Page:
Friday, 8 January 2016

I hadn't been to Southwold for a good two and a half years, there were ghosts there that I hadn't the courage to face. Maybe I shouldn't have worried, although most of memories are linked to a lost love, the ghosts were in the main warm and friendly. We'd had many good walks along the beach, up and down the pier, and by the estuary harbour. It was his childhood beach and so it was an honour to have shared time with him there and it was through him that I got to know that stretch of coast. 
Returning made me realise what a magical gift it is to be able to share life with another person. Okay so it was long ago and sadly no more but how lucky I was for those few years to be so in wrapped in love. 
Enough. Here are some photographs

Coming in to a new year is an opening, there are many new years in a year, anniversaries, birthdays, school years, celebrations and festivals moments that mark a return to a place within a cycle. January 1st is one of those that is well entrenched in western psyche, I don't know if it is as big a deal in other cultures. Towards the end of 2015 I began to think of new years resolutions, this is something I've done for years, it's a common tradition and a decade or so back my resolutions would be things like paint bathroom, fix gutters, tidy house, listen to more music, learn a language .. you catch my drift. Slowly over time I took on less tick boxy goals and started to think about who I wanted to be so one year I recall I wanted to be more disciplined, often I ask myself to be kinder or softer. These things took me towards the place I'm at now where my resolutions lean into sankalpa, a notion I came across last year  through one of my yoga teachers. A sankalpa is a setting of intention. An intention is, to me, more fluid than my old resolutions which bore more resemblance to a business plan. Both these forms are useful but whilst a business plan tends to set my sights firmly in the future my sankalpa offers me respite and inspiration in the space I am currently occupying. That space is not really limited by time. The sankalpa I set myself last year will, I know, continue to be a source for me. The sharp measuring of time is a peculiarly human thing I think, the more creature I become, the more my time is mapped out by day and night, by light, by weather, by flowers and birdsong and stars, by fox calls, feelings and scents in the air.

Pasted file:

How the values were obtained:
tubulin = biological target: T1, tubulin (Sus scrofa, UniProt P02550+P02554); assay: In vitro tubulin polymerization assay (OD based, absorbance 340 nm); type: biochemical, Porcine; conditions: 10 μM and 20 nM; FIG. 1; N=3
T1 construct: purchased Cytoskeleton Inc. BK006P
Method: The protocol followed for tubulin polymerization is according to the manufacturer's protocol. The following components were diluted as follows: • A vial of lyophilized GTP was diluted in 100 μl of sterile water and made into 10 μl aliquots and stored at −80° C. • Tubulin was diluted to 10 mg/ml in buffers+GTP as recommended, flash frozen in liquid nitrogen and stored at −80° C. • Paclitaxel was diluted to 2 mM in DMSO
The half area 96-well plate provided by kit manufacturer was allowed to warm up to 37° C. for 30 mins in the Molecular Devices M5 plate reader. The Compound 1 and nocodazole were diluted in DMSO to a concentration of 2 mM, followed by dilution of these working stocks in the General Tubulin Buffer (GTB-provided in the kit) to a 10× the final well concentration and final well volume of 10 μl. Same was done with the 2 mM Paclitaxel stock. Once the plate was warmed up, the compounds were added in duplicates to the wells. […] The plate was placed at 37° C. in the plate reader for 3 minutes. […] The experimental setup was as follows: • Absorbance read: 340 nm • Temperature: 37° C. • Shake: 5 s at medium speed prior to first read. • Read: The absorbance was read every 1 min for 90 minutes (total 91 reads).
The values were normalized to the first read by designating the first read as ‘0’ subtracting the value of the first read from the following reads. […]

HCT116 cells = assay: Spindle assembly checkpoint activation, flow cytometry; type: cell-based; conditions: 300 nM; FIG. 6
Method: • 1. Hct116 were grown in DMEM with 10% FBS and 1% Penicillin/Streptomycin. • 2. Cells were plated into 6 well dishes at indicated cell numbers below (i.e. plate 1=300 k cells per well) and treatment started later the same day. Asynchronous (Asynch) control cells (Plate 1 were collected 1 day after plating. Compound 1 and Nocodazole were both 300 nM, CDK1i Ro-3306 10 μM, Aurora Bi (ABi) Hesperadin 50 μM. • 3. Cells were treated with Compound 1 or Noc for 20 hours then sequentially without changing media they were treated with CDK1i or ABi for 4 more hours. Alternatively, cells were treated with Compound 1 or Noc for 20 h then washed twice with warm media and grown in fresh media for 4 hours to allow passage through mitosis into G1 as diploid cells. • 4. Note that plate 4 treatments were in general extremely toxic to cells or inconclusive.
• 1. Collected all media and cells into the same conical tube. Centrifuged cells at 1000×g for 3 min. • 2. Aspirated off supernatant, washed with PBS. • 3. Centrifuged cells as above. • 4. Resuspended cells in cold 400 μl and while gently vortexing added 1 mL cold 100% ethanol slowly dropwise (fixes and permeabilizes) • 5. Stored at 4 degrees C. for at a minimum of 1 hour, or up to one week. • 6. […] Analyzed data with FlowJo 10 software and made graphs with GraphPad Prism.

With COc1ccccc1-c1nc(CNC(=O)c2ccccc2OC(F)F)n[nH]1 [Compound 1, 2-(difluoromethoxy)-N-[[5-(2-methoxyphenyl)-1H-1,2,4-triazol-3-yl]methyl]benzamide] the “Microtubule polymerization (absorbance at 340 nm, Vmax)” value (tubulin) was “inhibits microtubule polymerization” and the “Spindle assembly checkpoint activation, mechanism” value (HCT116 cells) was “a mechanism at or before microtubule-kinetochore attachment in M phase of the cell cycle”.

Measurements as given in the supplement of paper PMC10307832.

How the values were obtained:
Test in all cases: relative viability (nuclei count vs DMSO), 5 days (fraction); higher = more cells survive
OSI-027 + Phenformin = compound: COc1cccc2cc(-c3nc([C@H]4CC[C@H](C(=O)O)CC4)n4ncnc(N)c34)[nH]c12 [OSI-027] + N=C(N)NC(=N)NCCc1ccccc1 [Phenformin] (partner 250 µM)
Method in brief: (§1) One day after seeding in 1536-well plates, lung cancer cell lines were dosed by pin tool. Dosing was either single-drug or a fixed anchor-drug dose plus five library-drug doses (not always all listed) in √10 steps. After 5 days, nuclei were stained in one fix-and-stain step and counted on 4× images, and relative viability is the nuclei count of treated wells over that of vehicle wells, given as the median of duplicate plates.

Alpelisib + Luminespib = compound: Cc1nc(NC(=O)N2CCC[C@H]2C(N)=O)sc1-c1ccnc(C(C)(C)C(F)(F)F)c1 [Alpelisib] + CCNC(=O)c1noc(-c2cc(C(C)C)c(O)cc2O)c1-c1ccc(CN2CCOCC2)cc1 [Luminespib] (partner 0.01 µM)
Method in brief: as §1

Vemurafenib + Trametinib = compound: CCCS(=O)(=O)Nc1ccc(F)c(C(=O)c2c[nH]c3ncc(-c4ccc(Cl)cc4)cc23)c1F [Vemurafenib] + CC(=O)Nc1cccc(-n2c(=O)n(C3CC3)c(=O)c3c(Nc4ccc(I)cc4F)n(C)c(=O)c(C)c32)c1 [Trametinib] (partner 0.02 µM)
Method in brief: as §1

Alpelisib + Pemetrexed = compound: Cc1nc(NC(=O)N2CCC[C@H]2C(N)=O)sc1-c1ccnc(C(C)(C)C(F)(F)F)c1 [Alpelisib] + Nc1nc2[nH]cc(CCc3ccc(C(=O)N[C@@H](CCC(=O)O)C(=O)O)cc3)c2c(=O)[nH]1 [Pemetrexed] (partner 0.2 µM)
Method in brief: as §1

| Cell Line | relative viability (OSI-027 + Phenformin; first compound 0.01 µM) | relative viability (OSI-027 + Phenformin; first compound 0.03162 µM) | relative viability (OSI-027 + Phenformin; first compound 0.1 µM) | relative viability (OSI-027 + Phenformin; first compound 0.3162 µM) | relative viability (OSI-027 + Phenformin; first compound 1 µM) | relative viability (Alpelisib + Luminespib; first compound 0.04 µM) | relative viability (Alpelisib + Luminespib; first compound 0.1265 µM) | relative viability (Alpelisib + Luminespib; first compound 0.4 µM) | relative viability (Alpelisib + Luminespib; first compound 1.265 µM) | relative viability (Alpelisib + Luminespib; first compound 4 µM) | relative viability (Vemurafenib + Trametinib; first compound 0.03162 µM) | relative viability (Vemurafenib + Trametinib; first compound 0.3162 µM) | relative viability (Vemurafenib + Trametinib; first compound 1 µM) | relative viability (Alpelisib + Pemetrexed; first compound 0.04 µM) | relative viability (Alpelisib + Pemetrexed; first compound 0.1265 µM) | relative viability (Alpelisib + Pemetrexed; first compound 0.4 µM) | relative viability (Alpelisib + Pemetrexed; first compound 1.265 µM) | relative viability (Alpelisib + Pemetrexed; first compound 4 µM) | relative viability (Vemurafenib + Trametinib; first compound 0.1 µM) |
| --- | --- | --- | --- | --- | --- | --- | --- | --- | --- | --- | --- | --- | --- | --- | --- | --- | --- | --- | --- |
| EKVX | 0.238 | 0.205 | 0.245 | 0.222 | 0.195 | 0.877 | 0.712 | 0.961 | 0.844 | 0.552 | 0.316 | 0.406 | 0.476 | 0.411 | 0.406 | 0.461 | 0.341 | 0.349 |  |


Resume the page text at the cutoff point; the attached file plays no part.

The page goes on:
The beginning of the roman calendar in january feels like a deep sigh, another year is done, another christmas has passed, winter may not quite be over but the days are starting to lengthen and the timbre of the birdsong slightly shifts. 
For the past couple of years or so one of my lovely yoga teachers has marked certain turning points in the year with what she calls a "yoga immersion". This involves getting up at the crack of dawn for a week of yoga classes. The immersions really do what the name says. They are a dip in an ocean. An ocean of universal being. They are wake and shine experience that I'd recommend to anyone.   
Living on the east side of Britain, I'm not in close contact with an ocean but I am not far from the North Sea. The sea is really where I find my home, for some it is mountains, or rivers, or woodlands, and all these places are wonderful but it is when salt and sand hit my nose and the sound of waves fills my ears that I find my deepest sense of belonging. So I figured that after a week of immersing myself in yoga, a long-craved beach walk was in order.